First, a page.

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However, while megacities might be economic powerhouses, they do not represent the majority of the urban population (see Figure 2.8), and are not the fastest-growing urban centres (see Figure 2.9). Small and medium cities now account for roughly 50 per cent of the world’s urban population and are growing at the fastest rates (UN DESA 2014; United Nations Economic and Social Commission for Asia and the Pacific [UNESCAP] and UN-Habitat 2015). They will “deliver nearly 40 per cent of global growth by 2025, more than the entire developed world and emerging market megacities combined” (UN-Habitat 2015a, p. 2; Dobbs et al. 2011). Small and medium cities are also
Figure 2.8: Global urban population growth propelled by cities 6 000
5 000 4 000 2 3 000 2 000 1 000 0
21 cities 10 cities
294 cities 239 cities
43 cities 417 cities 525 cities
731 cities 558 cities
63 cities 41 cities
more vulnerable to natural hazards than big cities and megacities (Birkmann et al. 2016).
2.4.2 Urban agglomeration economies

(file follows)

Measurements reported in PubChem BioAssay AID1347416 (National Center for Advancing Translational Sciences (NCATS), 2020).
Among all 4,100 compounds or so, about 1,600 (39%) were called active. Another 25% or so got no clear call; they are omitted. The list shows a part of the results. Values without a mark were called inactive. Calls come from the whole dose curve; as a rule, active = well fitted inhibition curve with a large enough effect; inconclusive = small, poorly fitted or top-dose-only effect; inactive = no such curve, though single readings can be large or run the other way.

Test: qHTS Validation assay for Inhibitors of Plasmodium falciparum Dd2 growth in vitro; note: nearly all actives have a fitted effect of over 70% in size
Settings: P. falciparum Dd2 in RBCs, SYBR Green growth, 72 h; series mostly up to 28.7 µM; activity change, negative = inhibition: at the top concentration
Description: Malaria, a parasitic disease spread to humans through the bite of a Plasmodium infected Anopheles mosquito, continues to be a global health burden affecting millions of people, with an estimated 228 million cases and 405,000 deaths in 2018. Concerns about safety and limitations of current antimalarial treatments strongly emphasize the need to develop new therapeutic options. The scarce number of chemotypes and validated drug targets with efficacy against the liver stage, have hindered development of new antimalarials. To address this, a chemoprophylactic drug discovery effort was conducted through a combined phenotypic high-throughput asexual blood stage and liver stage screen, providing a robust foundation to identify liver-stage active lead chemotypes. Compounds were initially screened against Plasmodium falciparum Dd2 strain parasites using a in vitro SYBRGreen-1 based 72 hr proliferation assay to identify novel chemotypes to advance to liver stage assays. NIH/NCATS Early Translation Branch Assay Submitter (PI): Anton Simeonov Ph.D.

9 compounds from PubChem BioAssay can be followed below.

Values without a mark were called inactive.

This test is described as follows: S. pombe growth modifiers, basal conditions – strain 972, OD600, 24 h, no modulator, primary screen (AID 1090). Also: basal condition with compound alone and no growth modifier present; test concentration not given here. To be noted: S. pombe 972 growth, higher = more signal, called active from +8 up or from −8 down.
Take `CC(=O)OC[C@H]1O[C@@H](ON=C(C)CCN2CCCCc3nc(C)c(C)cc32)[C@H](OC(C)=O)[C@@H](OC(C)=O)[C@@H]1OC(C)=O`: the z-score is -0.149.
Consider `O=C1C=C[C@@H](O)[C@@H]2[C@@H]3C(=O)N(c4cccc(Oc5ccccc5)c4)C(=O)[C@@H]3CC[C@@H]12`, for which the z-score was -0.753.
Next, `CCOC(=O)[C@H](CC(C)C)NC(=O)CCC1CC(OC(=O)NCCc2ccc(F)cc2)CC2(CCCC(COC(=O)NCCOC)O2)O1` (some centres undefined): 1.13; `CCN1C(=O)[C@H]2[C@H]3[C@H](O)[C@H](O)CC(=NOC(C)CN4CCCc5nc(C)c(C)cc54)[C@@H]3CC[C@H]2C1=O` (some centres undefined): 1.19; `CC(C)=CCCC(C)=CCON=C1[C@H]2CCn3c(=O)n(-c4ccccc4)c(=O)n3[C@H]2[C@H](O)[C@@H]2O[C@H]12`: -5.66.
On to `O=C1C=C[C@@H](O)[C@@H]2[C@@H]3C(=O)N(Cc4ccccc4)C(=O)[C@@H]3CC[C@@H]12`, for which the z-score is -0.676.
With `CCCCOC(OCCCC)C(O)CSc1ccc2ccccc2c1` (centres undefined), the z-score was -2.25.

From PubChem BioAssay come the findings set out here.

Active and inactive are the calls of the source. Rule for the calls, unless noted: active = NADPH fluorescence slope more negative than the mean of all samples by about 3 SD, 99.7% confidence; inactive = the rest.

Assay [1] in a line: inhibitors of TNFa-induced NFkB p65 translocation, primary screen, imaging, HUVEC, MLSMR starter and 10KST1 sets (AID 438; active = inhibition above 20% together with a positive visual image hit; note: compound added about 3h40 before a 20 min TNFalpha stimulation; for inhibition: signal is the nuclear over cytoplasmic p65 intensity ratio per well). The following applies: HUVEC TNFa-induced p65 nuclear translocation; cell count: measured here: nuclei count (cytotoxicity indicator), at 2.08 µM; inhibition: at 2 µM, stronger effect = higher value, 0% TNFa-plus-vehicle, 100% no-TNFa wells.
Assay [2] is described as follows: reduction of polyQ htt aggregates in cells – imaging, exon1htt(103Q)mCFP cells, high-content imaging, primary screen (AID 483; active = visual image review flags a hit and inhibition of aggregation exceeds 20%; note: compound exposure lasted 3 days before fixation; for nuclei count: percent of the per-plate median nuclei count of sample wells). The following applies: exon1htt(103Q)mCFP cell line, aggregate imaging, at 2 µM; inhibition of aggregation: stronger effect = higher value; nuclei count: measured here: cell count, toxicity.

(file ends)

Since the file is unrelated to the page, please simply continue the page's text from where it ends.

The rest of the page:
Agglomeration economies reflect the advantage of people clustering to reduce transport costs for goods, people and ideas. Higher productivity attracts inflows of people, who in turn further increase productivity. Agglomeration economies thus generate a positive feedback loop and multiply the impact of external productivity factors, and so boost urban populations and wages (Glaeser and Gottlieb 2009; Zenghelis 2017).
Megacities of 10 million or more Cities of 500 000 to 1 million
Source: United Nations (2014, p. 13) Figure 2.9: City growth rates very high high medium low very low 0 mega cities Source: Birkmann et al. (2016) 32 Setting the Stage 1 big cities 2 medium cities 3 small cities 4 Annual average urban population growth rate (%) 5 6
Large cities of 5 to 10 million Urban areas smaller than 500 000